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  MSDN: Windows Code-Named "Longhorn"
Time: 16:19 EST/21:19 GMT | News Source: Microsoft | Posted By: Jonathan Tigner

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  Displaying Comments 1 through 13 of 13
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#1 By 2459 (24.175.137.164) at 11/8/2003 6:03:13 PM
If i want huge spastic title bars I would use OS X, If i wanted stupid crapified BMP type widgits I would use Linux and Xfree

Longhorn's UI is vector based. In the final product, everything will be polygons and meshes or color values with various levels of opacity. The bitmaps are only present because this is still an Alpha product.

that means its got to check this schema ONLINE everytime its run?

The namespace declaration doesn't have to map to a live website, nor does it have to check the web (check out Office 2003's XML formats [or most other XML files] for example). It's just a qualifier to prevent naming collisions. It isn't specific to XAML, it's part of the XML standard. Also, XAML doesn't directly control the appearance of windows and controls. The theme engine of the OS does that. If MS made the default appearance of Longhorn to be like Windows 2000, all of your XAML apps would appear the same way unless you applied your own app style. XAML basically maps back to the managed classes. It just makes it easier to seperate the UI from the backend, and allows you to create the UI in a declarative manner and using less code in many cases than the equivalent in C#/VB/etc. If you don't prefer XAML, you can get the exact same results using the .NET languages.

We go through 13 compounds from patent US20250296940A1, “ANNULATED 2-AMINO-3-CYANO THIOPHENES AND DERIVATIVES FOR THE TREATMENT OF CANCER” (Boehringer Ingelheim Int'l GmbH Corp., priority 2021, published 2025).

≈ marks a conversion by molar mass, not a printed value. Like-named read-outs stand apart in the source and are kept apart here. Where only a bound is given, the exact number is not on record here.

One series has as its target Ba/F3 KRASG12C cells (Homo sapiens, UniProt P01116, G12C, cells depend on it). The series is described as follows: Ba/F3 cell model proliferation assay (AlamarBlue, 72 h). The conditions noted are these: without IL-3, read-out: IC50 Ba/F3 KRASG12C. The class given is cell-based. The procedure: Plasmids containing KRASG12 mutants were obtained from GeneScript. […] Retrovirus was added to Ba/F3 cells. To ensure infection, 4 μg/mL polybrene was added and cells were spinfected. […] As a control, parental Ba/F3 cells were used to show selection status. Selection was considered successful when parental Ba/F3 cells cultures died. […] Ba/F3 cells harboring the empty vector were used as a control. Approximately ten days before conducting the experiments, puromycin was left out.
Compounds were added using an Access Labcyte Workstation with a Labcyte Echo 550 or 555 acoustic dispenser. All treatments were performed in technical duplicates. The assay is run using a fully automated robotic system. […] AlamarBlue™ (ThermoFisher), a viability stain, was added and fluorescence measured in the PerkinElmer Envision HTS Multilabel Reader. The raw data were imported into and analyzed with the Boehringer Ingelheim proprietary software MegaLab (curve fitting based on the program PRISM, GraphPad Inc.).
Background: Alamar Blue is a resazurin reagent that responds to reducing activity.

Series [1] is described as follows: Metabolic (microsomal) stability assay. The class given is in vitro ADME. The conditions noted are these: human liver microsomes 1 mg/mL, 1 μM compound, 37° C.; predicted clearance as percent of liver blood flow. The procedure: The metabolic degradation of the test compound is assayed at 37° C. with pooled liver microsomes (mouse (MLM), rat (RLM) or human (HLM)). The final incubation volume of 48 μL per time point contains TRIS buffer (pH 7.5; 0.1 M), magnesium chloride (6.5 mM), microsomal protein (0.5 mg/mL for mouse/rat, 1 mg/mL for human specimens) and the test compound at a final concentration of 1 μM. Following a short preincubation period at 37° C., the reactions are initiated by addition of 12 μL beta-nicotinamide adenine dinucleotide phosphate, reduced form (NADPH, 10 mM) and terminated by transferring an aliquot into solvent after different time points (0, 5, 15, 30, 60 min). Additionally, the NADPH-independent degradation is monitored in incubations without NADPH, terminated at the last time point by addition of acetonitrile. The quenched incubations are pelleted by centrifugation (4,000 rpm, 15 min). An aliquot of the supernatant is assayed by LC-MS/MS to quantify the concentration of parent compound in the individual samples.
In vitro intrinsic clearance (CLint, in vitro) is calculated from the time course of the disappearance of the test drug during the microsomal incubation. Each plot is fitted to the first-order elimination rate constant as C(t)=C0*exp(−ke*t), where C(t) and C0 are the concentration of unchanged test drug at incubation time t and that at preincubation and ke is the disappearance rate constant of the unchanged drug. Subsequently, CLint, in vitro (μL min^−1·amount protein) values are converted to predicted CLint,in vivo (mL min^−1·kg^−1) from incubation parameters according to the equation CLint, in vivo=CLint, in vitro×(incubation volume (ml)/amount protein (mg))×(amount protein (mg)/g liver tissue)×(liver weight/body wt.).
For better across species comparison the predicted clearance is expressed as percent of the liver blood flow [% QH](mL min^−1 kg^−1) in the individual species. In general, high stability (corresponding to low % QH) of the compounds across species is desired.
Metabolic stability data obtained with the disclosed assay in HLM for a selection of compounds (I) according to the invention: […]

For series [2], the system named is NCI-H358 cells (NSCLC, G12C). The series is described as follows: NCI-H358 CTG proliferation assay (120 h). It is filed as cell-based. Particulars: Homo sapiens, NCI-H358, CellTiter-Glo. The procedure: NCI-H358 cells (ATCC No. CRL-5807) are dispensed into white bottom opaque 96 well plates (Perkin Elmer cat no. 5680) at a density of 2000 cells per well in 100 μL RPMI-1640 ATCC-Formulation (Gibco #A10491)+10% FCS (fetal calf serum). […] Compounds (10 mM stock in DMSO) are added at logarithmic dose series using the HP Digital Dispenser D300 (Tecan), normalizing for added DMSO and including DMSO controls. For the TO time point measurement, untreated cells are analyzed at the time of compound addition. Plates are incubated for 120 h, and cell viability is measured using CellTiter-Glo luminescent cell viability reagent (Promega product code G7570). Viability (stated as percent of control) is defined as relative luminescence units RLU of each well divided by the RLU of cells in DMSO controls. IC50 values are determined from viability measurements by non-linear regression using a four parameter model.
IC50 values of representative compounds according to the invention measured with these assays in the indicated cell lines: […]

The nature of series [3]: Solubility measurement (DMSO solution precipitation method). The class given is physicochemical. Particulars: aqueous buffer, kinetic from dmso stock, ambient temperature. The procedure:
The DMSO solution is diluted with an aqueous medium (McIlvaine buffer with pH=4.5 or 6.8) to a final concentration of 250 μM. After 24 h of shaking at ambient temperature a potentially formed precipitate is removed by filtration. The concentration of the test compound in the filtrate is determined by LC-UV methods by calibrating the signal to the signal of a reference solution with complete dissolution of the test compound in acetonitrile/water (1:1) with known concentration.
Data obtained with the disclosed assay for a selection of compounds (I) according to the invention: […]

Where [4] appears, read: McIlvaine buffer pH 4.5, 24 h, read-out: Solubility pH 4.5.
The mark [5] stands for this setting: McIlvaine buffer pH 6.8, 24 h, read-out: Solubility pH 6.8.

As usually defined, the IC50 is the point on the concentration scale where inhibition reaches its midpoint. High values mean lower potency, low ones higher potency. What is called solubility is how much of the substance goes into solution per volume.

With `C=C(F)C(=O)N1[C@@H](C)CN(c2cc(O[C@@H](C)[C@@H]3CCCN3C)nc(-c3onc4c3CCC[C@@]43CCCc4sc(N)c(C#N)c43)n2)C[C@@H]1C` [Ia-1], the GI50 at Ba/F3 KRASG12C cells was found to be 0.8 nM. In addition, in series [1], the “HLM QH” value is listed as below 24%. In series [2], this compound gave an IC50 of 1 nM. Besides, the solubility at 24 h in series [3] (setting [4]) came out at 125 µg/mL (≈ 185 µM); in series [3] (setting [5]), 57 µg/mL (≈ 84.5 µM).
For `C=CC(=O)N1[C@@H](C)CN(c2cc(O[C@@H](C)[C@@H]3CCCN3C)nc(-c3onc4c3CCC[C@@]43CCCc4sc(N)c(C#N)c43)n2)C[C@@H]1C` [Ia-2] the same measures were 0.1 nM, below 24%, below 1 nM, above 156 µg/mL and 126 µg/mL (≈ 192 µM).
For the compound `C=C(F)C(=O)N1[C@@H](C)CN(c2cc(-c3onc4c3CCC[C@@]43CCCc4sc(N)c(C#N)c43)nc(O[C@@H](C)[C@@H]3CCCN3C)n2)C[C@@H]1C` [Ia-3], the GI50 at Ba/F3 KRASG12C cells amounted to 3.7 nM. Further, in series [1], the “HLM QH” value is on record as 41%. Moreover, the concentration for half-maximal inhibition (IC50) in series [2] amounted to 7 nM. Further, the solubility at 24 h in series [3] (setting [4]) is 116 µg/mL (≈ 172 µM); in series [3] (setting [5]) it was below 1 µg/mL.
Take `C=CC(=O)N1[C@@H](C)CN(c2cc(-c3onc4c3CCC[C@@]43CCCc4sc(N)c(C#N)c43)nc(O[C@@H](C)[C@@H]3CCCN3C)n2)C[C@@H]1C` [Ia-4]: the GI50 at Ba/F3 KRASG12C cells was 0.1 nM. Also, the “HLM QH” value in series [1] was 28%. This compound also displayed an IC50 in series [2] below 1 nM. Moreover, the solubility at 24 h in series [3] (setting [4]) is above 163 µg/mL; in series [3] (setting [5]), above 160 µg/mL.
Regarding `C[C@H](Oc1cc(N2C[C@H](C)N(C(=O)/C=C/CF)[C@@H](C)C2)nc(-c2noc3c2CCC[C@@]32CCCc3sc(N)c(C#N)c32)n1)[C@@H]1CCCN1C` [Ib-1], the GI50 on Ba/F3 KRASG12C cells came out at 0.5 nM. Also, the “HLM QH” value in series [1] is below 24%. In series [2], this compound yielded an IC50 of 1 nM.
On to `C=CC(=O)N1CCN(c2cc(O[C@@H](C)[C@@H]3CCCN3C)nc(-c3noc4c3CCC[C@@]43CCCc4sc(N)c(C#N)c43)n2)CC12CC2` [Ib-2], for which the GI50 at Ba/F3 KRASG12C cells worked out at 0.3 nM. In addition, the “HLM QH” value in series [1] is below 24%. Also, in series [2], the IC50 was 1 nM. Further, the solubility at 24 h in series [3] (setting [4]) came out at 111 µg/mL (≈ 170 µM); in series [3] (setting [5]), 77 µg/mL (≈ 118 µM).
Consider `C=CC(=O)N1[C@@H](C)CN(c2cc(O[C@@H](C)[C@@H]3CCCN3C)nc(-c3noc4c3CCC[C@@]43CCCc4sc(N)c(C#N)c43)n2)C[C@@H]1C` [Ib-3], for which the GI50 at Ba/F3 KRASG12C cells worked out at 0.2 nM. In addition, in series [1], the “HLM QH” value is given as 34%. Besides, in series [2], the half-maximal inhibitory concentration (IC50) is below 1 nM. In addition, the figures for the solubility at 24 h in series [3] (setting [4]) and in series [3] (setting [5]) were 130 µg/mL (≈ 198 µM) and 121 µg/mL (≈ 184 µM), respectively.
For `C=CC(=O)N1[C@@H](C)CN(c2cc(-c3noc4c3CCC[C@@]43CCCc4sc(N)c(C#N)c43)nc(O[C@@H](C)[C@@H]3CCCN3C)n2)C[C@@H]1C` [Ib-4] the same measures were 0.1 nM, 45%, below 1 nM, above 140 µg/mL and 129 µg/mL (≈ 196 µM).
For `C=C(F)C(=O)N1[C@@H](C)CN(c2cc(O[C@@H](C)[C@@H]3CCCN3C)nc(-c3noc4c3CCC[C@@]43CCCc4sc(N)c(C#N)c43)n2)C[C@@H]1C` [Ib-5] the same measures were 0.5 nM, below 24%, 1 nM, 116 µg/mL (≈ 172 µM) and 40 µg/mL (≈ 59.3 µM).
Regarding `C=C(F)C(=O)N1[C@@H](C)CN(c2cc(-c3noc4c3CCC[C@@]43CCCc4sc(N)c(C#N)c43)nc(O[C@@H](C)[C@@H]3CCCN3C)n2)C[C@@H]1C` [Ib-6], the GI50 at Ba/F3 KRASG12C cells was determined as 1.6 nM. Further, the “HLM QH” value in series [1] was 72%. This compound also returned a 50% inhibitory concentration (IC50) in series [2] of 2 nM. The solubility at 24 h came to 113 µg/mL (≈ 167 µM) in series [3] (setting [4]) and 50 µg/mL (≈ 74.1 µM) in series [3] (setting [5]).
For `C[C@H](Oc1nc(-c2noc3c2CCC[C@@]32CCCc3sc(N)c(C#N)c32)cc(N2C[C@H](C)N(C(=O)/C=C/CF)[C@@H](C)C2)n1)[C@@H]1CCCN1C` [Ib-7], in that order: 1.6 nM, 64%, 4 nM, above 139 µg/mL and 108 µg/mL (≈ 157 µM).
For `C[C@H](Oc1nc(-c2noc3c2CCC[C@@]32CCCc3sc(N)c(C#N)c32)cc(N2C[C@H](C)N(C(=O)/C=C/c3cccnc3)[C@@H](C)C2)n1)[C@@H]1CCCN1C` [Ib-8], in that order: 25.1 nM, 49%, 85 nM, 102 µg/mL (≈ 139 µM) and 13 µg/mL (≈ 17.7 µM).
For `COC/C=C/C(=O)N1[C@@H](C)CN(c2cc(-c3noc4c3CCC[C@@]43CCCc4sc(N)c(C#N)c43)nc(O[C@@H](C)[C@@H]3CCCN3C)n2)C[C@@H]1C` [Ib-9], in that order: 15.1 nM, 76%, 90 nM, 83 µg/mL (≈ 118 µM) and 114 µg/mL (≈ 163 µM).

This post was edited by n4cer on Saturday, November 08, 2003 at 18:06.

#2 By 2459 (24.175.137.164) at 11/8/2003 6:29:06 PM
Here's a couple of pages you should probably keep an eye on regarding XAML:

Rob Relyea
Program Manager on the Avalon Team
http://longhornblogs.com/rrelyea/

Avalon, Longhorn & XAML

Avalon is a presentation platform for the next generation of Windows (“Longhorn“). XAML is a markup language that can be used on Longhorn for many things including creating desktop apps, web pages, and printable documents. The system is very extensible. If you want to build your own set of elements, you have the power to do that. If you want to mix those elements with ours, you can. If you want to just use yours, you can. If you don't like angle brackets and would like to use only code, you can do that as well.

Don Box's Spoutlet
http://www.gotdotnet.com/team/dbox/

XAML: Man and Machine

It's amazing to watch people's reactions to my hello, world XAML program.

One mini-meme that emerges is that people wonder how XAML improves the developer productivity situation when it appears from my program that it only makes things worse.

Here's my 2 cents.

Hello, world isn't exactly crying out for XAML. Of course, Hello, World isn't indicative of most real programs in the wild.